Sarah Gerkensmeyer was named a finalist for the 2011 Italo Calvino Prize for Fabulist Fiction, judged by Aimee Bender. She has received scholarships to the Bread Loaf Writers’ Conference, Ragdale, and the Grub Street Launch Lab. Short stories have appeared or are forthcoming in several journals, including: Guernica, The New Guard, The Massachusetts Review, Hayden’s Ferry Review, Cream City Review, The Nebraska Review, and North Dakota Quarterly. A Pushcart Prize nominee, Sarah is the current 2012-13 Pen Parentis Fellow. She received her MFA in fiction from Cornell University and now teaches creative writing at SUNY Fredonia, where she co-directs the Mary Louise White Visiting Writers Series.
Robert Gibb was born and still lives in Homestead, Pennsylvania. He is the author of seven books of poetry. Among his awards are the National Poetry Series, two Poetry Fellowships from the National Endowment for the Arts, a Pushcart Prize, seven Pennsylvania Council on the Arts grants, The Wildwood Poetry Prize, and the Devil’s Millhopper Chapbook Prize.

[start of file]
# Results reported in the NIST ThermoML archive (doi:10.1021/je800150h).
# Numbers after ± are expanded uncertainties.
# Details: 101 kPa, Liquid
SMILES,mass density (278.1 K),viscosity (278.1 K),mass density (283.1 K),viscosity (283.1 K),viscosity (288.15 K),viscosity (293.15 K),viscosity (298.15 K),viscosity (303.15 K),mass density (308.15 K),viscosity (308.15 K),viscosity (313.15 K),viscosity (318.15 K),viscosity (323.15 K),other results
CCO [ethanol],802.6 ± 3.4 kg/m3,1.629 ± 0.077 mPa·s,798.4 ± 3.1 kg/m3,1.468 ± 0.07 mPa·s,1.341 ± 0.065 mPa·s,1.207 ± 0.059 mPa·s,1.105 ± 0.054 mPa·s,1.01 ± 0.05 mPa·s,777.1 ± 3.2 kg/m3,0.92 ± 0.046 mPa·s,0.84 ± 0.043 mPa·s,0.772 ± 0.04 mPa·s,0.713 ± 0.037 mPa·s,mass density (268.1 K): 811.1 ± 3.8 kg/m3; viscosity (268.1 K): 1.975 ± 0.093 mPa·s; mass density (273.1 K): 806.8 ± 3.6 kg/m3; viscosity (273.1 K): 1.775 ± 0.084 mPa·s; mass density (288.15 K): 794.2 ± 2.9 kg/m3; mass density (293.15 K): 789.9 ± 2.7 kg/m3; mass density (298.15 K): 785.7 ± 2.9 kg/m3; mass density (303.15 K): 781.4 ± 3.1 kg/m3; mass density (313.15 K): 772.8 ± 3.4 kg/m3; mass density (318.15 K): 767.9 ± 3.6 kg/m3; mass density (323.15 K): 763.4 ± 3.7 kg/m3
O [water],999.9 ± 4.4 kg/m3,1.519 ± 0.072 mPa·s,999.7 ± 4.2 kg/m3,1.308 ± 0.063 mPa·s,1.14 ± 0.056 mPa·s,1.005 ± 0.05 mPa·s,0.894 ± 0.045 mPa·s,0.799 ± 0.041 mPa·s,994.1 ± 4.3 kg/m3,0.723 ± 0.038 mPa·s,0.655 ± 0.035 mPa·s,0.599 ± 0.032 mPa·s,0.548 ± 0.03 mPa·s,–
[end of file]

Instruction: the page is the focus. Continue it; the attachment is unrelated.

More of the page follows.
A native of Philadelphia, Leonard Gontarek has been a cabdriver, movie projectionist, teacher, and bookseller. He coordinates Peace/Works: Poets and Writers for Peace. His poetry has been widely published including in American Poetry Review and The Best American Poetry: 2005 edited by David Lehman and Paul Muldoon. Deja Vu Diner is his second full-length book.
Diane Goodman is a writer and caterer/personal chef in Miami Beach. She is author of two collections of short stories, The Genius of Hunger and The Plated Heart, both published by Carnegie Mellon University Press. She has published articles and stories in national magazines. Her work often incorporates the waiters, chefs, cooks, and restaurant aficionados of her catering world.